Ottawa

Tease the day: The prime minister smiles for the cameras

And, oh, there's other important stuff to talk about, too

Give the prime minister credit: His government’s fighting the opposition on a number of files that involve several cabinet ministers, including everything from food safety to a fight with a parliamentary watchdog about cuts across federal departments. Still, Stephen Harper manages to crash a wedding photo shoot and earn a bunch of happy press about it. “It must have been one of Stephen Harper’s most unscripted moments,” wrote the Toronto Star. Indeed. The Ottawa Citizen published a photo gallery of the meet-up that gave Jocelyne Potvin and Patrick Sullivan their 15 minutes of fame. They have a lasting memory, and Harper’s image softens just a little bit. The bigger question is: Why doesn’t he do that more often?


What’s above the fold this morning?

The Globe and Mail leads with a story about stricter foreign takeover rules for state-owned companies. The National Post fronts the fight in Michigan over a new bridge to Canada. The Toronto Star‘s top story is about a top secret Correctional Service of Canada surveillance video that will likely be screened publicly in court. The Ottawa Citizen leads with Tory efforts to re-open Ontario’s legislature. iPolitics fronts Public Works Minister Rona Ambrose’s possible admission that the feds are looking at alternatives to the F-35 to replace Canada’s current (aging) fleet of fighter jets. National Newswatch showcases a Tim Harper column in the Toronto Star about the importance of Parliamentary Budget Officer Kevin Page’s ongoing battle for government data.


Stories that will dominate the Hill Stories that will be (mostly) missed
1. Federal cuts data. The Parliamentary Budget Officer, Kevin Page, is taking departments that won’t provide him data relating to federal cuts to court. The opposition will continue to pressure the government to release the data. 1. Underage radicals. The Security Intelligence Review Committee says the Canadian Security Intelligence Service needs a new approach to handling so-called “underage radicals,” who are more and more coming into contact with CSIS.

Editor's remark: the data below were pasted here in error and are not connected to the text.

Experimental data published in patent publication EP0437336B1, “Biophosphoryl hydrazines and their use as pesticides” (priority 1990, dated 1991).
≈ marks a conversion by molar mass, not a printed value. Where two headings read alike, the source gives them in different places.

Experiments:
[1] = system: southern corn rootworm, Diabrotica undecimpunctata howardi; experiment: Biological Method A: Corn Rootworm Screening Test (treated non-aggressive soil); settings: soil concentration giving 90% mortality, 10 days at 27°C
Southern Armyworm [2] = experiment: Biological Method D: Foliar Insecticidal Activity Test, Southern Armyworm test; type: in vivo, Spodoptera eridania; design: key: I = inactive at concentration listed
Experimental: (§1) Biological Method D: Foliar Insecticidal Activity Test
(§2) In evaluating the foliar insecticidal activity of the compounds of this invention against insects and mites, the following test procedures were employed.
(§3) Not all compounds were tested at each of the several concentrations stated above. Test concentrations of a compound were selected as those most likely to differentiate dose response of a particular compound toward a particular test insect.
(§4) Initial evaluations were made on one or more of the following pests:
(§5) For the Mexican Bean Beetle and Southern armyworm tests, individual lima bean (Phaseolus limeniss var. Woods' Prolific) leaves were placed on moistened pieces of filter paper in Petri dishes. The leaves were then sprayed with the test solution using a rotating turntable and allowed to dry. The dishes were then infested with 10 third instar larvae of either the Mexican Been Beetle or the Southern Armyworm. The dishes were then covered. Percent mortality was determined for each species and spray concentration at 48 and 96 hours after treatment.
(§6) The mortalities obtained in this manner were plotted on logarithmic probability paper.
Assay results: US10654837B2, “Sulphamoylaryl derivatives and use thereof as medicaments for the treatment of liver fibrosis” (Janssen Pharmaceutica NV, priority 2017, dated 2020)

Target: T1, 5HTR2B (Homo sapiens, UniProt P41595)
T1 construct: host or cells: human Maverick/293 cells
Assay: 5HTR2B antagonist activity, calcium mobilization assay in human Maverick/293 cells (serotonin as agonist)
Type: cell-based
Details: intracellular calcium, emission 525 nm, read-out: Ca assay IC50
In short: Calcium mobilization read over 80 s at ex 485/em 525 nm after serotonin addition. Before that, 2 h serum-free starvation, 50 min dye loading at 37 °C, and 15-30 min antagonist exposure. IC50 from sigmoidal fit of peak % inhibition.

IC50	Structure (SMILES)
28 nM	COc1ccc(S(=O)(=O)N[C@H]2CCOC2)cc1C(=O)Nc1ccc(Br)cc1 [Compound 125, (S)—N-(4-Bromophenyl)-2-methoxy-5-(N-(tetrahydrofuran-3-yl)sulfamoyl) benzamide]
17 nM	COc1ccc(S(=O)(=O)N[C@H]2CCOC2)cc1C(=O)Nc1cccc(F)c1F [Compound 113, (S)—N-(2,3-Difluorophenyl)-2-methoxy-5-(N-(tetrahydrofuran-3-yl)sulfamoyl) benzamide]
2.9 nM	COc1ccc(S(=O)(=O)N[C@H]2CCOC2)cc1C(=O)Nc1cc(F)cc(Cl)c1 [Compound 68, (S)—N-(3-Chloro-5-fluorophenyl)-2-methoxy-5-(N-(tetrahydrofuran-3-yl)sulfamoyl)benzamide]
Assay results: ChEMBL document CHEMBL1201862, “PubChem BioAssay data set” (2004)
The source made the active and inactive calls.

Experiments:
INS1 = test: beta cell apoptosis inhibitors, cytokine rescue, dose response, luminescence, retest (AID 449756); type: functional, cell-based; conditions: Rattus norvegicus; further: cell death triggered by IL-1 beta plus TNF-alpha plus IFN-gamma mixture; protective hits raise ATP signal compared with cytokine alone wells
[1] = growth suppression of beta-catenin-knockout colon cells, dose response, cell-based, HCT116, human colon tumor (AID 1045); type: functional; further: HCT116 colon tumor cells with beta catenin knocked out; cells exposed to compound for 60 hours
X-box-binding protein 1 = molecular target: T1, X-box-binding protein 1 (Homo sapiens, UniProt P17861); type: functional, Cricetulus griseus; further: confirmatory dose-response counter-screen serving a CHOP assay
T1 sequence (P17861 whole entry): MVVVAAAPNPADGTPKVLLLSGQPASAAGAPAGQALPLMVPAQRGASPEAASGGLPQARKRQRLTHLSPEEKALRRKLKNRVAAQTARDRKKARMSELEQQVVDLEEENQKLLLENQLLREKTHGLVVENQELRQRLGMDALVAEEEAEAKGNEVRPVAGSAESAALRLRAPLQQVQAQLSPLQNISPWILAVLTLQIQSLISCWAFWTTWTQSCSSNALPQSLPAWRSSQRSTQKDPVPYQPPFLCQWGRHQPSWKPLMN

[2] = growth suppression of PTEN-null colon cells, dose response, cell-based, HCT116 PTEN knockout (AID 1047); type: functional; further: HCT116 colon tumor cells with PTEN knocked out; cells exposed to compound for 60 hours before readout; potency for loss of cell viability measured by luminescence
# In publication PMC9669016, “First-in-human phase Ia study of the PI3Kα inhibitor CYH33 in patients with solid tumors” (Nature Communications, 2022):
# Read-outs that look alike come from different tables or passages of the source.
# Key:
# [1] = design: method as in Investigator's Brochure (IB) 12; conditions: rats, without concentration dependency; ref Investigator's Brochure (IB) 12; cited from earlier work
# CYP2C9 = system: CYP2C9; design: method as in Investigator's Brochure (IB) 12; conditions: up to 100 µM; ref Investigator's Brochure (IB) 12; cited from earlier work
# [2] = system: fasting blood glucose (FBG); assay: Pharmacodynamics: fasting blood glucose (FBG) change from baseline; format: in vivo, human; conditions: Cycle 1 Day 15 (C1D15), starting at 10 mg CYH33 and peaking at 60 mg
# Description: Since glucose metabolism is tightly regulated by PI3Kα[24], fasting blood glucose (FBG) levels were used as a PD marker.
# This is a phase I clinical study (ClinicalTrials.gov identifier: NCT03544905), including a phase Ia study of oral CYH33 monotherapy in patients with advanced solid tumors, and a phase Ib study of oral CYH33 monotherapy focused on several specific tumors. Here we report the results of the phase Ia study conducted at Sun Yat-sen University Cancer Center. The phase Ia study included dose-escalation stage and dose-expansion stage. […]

2. Foreign takeovers. Don’t expect the opposition to let up on the foreign takeover file. It’ll continue to push for clarity from the government on how it measures a “net benefit” to Canada, until the feds finally reveal their criteria. 2. DND property. Canada’s auditor-general reported yesterday that the country’s military infrastructure is crumbling thanks to inadequate maintenance by DND. The news took a back seat to other A-G revelations.

Where I’ll be today…

I’m going to keep following the Standing Committee on Aboriginal Affairs and Northern Development, which is studying Bill C-27, the First Nations Financial Transparency Act. I’ve followed the committee’s last few meetings on the topic—first, when the Assembly of First Nations testified; and second, when the Canadian Taxpayers Federation testified. Today, the committee will hear from members of the First Nations Financial Management Board, Membertou First Nation, Norway House Cree Nation and Sawridge First Nation.

What do you still want to know about C-27? Chime in here, or on Twitter, or wherever else you can find me.


Scorecard for yesterday’s Tease: What a terrible mistake I made yesterday. None of the papers had the news of Auditor-General Michael Ferguson’s report. Don’t blame them, though. The news of the report only came out later in the morning, something I should have foreseen (even without details, A-G reports are a constant source of news and opposition attacks). Now, if you’ll excuse me, I’m trying to peel myself off the mat to get back into the game.

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